Diabetes is a huge business for Eli Lilly and Co. The company’s six major diabetes medicines rang up more than $2 billion in worldwide sales last year and are expected to exceed $4 billion by 2020.
And for the next few months, all eyes in the diabetes community will be on one of those drugs, Trulicity, a popular, once-weekly injectable that is catching on fast with patients and doctors.
Since it was launched in 2014, Trulicity has made a name for itself by causing some patients to lose weight by slowing down how quickly food leaves the stomach and suppressing appetite.
In the first six months of 2018, Trulicity reaped $1.46 billion in sales, up 71 percent from a year ago. The Motley Fool predicts that Trulicity will be the No. 1 top-selling diabetes drug in the world by 2024, with annual sales of $4.6 billion.
Later this year, the Indianapolis-based drugmaker is expected to release data on a late-stage clinical trial designed to study whether Trulicity can reduce heart attacks and other “major cardiovascular events” in patients with type 2 diabetes.
The trial is called REWIND--short for Researching Cardiovascular Events With a Weekly Incretin in Diabetes. The clinical tests are wrapping up this month, and Lilly says it will release summary data in the fourth quarter and detailed data at the American Diabetes Association’s conference next summer.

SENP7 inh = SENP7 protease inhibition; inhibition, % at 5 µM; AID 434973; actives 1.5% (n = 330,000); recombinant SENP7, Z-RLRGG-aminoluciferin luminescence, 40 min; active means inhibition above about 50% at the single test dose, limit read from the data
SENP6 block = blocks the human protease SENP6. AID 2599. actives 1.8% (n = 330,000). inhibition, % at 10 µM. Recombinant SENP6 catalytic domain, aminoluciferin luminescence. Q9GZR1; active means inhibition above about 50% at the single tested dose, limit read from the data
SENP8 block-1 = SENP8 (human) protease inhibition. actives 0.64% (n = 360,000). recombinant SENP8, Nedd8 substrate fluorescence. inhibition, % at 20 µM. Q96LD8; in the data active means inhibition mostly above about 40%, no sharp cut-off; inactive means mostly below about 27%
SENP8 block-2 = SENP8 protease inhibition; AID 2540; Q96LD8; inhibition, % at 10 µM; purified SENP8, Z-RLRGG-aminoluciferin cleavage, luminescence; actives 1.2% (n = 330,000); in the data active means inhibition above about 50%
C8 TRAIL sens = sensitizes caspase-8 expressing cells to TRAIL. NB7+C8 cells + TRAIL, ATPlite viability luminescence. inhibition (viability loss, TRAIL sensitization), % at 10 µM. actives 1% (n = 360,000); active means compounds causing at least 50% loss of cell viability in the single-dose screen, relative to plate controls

The stakes are high for Lilly. Diabetes is its oldest and perhaps most famous franchise. The company was the first to mass produce insulin in the 1920s. The company is now trying to increase its dominance in the $10 billion diabetes drug market.
Some analysts say the trial results could give a huge boost to Trulicity if successful.
“Trulicity is one of Lilly’s largest assets,” Louise Chen, an analyst at Cantor Fitzgerald, wrote in a note July 17. She said she has been talking to doctors about likely outcomes of the REWIND trial and feels optimistic the results will be good for patients—and for Lilly.
“Based on our calls, most of the physicians expect a positive outcome for REWIND,” she wrote. “This could increase [prescriptions] by 20-30% or by multiples of current sales, which leads us to believe that significant upside remains in the drug, if the doctors are right.”
But some analysts are less confident, noting that Danish pharmaceutical company Novo Nordisk is developing a drug in the same class, called semaglutide (or sema, for short) that has shown good early clinical results.
“We would expect sema to be a fairly formidable competitor to Trulicity and slow down the growth of what we see as Lilly’s most important product,” wrote Vamil Divan, an analyst with Credit Suisse.
And some other analysts are coming down somewhere in the middle.
“We see REWIND as a 50/50 event that could limit Trulicity’s long-term prospects” (if unsuccessful), wrote BMO Capital Markets analyst Alex Arfaei.